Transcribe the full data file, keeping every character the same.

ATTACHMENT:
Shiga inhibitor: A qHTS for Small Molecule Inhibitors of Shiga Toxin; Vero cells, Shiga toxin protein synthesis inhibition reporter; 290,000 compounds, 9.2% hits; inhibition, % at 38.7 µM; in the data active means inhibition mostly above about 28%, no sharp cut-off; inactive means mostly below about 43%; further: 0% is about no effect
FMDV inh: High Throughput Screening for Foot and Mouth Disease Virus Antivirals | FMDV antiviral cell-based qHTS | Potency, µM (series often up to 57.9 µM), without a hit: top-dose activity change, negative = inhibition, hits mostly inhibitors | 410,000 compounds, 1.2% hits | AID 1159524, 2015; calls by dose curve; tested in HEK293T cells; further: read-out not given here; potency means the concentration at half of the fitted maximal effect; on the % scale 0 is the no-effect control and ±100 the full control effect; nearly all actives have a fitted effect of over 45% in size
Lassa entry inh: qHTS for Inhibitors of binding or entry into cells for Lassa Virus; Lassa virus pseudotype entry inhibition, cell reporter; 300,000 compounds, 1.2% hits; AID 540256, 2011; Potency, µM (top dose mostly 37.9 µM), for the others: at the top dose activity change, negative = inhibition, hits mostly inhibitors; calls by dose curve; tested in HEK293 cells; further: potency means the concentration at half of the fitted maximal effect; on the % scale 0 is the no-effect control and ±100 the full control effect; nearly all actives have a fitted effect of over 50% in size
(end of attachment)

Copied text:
Shiga inhibitor: A qHTS for Small Molecule Inhibitors of Shiga Toxin; Vero cells, Shiga toxin protein synthesis inhibition reporter; 290,000 compounds, 9.2% hits; inhibition, % at 38.7 µM; in the data active means inhibition mostly above about 28%, no sharp cut-off; inactive means mostly below about 43%; further: 0% is about no effect
FMDV inh: High Throughput Screening for Foot and Mouth Disease Virus Antivirals | FMDV antiviral cell-based qHTS | Potency, µM (series often up to 57.9 µM), without a hit: top-dose activity change, negative = inhibition, hits mostly inhibitors | 410,000 compounds, 1.2% hits | AID 1159524, 2015; calls by dose curve; tested in HEK293T cells; further: read-out not given here; potency means the concentration at half of the fitted maximal effect; on the % scale 0 is the no-effect control and ±100 the full control effect; nearly all actives have a fitted effect of over 45% in size
Lassa entry inh: qHTS for Inhibitors of binding or entry into cells for Lassa Virus; Lassa virus pseudotype entry inhibition, cell reporter; 300,000 compounds, 1.2% hits; AID 540256, 2011; Potency, µM (top dose mostly 37.9 µM), for the others: at the top dose activity change, negative = inhibition, hits mostly inhibitors; calls by dose curve; tested in HEK293 cells; further: potency means the concentration at half of the fitted maximal effect; on the % scale 0 is the no-effect control and ±100 the full control effect; nearly all actives have a fitted effect of over 50% in size